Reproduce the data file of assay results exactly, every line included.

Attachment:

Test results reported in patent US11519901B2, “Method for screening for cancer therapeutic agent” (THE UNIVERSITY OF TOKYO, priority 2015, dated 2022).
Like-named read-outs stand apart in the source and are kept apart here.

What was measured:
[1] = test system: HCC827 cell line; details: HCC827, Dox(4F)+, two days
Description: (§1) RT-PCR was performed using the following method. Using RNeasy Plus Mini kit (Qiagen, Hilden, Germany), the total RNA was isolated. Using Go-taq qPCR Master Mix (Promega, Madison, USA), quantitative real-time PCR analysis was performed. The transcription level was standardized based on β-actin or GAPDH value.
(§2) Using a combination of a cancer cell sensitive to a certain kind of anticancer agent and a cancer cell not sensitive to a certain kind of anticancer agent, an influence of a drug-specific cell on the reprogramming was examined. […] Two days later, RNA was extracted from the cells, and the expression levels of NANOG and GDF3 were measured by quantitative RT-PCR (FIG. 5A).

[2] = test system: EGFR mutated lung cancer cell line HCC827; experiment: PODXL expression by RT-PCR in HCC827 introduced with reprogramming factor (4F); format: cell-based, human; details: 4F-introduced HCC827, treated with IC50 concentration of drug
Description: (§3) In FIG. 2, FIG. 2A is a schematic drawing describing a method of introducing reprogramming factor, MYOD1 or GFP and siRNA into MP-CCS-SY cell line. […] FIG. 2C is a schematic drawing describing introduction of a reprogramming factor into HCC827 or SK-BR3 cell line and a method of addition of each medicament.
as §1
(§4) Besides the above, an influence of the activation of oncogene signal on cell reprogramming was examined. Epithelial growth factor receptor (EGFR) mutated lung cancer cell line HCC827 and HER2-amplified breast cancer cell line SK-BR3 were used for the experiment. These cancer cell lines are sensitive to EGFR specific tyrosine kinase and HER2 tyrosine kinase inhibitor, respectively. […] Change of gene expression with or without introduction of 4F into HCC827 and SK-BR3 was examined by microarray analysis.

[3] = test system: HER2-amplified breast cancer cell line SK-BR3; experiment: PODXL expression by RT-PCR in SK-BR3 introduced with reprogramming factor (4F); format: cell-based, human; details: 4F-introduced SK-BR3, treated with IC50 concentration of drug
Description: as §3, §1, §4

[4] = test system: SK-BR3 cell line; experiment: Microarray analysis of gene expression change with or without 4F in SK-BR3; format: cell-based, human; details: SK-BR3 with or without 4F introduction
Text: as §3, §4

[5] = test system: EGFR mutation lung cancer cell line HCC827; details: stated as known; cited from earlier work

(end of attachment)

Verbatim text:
Test results reported in patent US11519901B2, “Method for screening for cancer therapeutic agent” (THE UNIVERSITY OF TOKYO, priority 2015, dated 2022).
Like-named read-outs stand apart in the source and are kept apart here.

What was measured:
[1] = test system: HCC827 cell line; details: HCC827, Dox(4F)+, two days
Description: (§1) RT-PCR was performed using the following method. Using RNeasy Plus Mini kit (Qiagen, Hilden, Germany), the total RNA was isolated. Using Go-taq qPCR Master Mix (Promega, Madison, USA), quantitative real-time PCR analysis was performed. The transcription level was standardized based on β-actin or GAPDH value.
(§2) Using a combination of a cancer cell sensitive to a certain kind of anticancer agent and a cancer cell not sensitive to a certain kind of anticancer agent, an influence of a drug-specific cell on the reprogramming was examined. […] Two days later, RNA was extracted from the cells, and the expression levels of NANOG and GDF3 were measured by quantitative RT-PCR (FIG. 5A).

[2] = test system: EGFR mutated lung cancer cell line HCC827; experiment: PODXL expression by RT-PCR in HCC827 introduced with reprogramming factor (4F); format: cell-based, human; details: 4F-introduced HCC827, treated with IC50 concentration of drug
Description: (§3) In FIG. 2, FIG. 2A is a schematic drawing describing a method of introducing reprogramming factor, MYOD1 or GFP and siRNA into MP-CCS-SY cell line. […] FIG. 2C is a schematic drawing describing introduction of a reprogramming factor into HCC827 or SK-BR3 cell line and a method of addition of each medicament.
as §1
(§4) Besides the above, an influence of the activation of oncogene signal on cell reprogramming was examined. Epithelial growth factor receptor (EGFR) mutated lung cancer cell line HCC827 and HER2-amplified breast cancer cell line SK-BR3 were used for the experiment. These cancer cell lines are sensitive to EGFR specific tyrosine kinase and HER2 tyrosine kinase inhibitor, respectively. […] Change of gene expression with or without introduction of 4F into HCC827 and SK-BR3 was examined by microarray analysis.

[3] = test system: HER2-amplified breast cancer cell line SK-BR3; experiment: PODXL expression by RT-PCR in SK-BR3 introduced with reprogramming factor (4F); format: cell-based, human; details: 4F-introduced SK-BR3, treated with IC50 concentration of drug
Description: as §3, §1, §4

[4] = test system: SK-BR3 cell line; experiment: Microarray analysis of gene expression change with or without 4F in SK-BR3; format: cell-based, human; details: SK-BR3 with or without 4F introduction
Text: as §3, §4

[5] = test system: EGFR mutation lung cancer cell line HCC827; details: stated as known; cited from earlier work